NASA astronauts discuss challenges of space life and data collection

Yahoo Finance’s “Space Race: Investing in the Final Frontier” series continues with an interview with NASA astronauts Jeanette Epps and Tracy Dyson. The two space explorers join Wealth! to share their experiences in space.

Dyson describes their mission as ongoing and emphasizes that the primary goal is to learn how to live, work and explore in space, while collecting crucial data for future expeditions. She explains that these are long-duration missions, typically lasting six months or more for each astronaut.

When it comes to tackling the challenges of gravity, Epps notes, “It’s hard to get used to.” Astronauts must adapt to floating bodies and use minimal force to navigate, allowing “life to happen in zero gravity.” As space tourism continues to gain traction, Dyson cautions potential civilian space travelers, “The space environment and microgravity are a big challenge.”

While both astronauts acknowledge the fun aspects of space travel, they emphasize that scientific research remains the core of their explorations. Their main goal is to collect valuable data that can improve life on Earth.

Read Yahoo Finance’s special coverage of this week’s Space Race: Investing in the Final Frontier series.

For more expert insight and the latest market action, click here to watch this full episode of Wealth!

This post was written by Angel Smith

Video transcript

The International Space Station orbits at an average altitude of 400 kilometers from Earth and reaches a speed of about 28,000 km/h.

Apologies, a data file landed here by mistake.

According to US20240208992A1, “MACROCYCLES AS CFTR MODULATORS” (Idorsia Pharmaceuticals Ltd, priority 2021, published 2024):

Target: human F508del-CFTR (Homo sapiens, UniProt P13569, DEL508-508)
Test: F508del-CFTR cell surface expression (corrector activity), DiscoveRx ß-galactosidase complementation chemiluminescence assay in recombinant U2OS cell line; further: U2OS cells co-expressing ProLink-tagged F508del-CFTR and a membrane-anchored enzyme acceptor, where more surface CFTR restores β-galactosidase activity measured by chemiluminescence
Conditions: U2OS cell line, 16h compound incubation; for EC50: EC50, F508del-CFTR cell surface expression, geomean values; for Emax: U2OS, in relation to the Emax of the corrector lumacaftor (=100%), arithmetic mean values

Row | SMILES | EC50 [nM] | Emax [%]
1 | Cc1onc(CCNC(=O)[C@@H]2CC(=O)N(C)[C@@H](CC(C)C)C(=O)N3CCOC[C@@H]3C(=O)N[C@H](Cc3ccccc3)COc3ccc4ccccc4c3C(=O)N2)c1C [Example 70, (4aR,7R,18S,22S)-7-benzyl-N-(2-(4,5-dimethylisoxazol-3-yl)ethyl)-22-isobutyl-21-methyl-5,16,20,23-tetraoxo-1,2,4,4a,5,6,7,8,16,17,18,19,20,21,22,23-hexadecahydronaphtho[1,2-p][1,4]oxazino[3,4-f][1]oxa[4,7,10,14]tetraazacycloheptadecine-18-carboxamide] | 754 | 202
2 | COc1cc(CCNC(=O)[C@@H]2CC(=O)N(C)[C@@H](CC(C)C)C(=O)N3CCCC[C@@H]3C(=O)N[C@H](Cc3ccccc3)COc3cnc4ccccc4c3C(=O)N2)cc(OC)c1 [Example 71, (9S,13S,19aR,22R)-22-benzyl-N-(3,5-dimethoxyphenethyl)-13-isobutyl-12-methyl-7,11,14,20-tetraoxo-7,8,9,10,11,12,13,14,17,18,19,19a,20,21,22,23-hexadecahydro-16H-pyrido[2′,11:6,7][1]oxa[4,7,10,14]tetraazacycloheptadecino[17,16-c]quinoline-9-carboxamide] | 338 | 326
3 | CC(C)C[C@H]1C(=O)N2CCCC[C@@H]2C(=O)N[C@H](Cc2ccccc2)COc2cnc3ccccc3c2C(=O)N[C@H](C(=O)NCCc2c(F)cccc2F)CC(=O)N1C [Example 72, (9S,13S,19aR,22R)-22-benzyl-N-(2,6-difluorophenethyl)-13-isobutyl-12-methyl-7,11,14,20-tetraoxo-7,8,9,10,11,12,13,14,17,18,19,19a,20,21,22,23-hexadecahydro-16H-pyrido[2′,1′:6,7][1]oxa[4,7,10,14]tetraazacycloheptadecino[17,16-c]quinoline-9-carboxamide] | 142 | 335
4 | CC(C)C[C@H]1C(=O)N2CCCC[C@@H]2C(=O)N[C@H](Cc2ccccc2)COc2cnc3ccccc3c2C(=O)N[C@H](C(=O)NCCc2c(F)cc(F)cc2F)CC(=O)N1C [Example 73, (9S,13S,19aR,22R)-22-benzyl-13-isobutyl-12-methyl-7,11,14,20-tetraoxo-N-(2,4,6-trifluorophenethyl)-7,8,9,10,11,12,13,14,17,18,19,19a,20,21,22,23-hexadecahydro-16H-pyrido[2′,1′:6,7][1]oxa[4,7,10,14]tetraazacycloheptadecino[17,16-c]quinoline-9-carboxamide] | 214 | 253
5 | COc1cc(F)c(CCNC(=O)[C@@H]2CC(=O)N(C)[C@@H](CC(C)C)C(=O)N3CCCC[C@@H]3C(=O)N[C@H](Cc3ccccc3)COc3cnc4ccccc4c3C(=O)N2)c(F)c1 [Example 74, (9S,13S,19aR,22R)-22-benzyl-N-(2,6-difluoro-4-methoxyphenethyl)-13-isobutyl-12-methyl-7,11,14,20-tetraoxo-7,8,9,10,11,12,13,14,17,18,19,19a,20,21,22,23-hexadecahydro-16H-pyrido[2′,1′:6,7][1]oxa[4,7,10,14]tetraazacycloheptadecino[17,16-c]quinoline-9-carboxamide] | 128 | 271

And I can now talk live with two astronauts from the ISS.

We have Jeanette EPPS and Tracy Dyson.

They are NASA astronauts and flight engineers for Expedition 71.

This is Brad Smith from Yahoo Finance.

How do you hear me, Brad?

We hear you loud and clear how great we are, we hear you clearly.

What is the current mission you are working on?

And what do you hope to accomplish while on the ISS?

I think our current mission can be characterized as ongoing.

And even though the people change, the mission remains the same.

We are here to do science.

We are here to learn how to live and work and explore space.

And the people who do the work here are just trying to keep the engine running, if you will.

And we also add data to the data they collect about space.

So we, and ourselves, are also experiments.

We are here to contribute all the knowledge we gain during our stay here on the International Space Station so that we can use it for future explorations.

Tell us what a long-term mission entails and what specific aspects are associated with the research you conduct. You won’t do that too much.

OK Go through.

Well, this week I participated in a study in the materials science lab.

And that is the process of solidification of metal alloys.

So we’re looking at how the solidification process of solids changes in the absence of gravity. By studying these properties, we can make better metal alloys on Earth and in space.

OK. And we’re going to talk about gravity.

If we’re talking long term, yes, go ahead.

I’m sorry.

No, I just wanted to address the first part of your question: what is long duration? Each of us has been here for about six months and that is considered a long time, six months or more.


And, and so Tracy, while you have the microphone, I see that you’re both apparently in weightlessness right now.

How do you deal with weightlessness?

Well, railings really help and, uh, we’ve just learned to appreciate and respect microgravity and try to work with it instead of against it.

Definitely Jeanette.

Yes, it is difficult to get used to microgravity. You have to surrender to it, as it were, and no longer keep things under control as we would do on earth.

Eh And here we have to use very light forces and let our body float, we must not fall.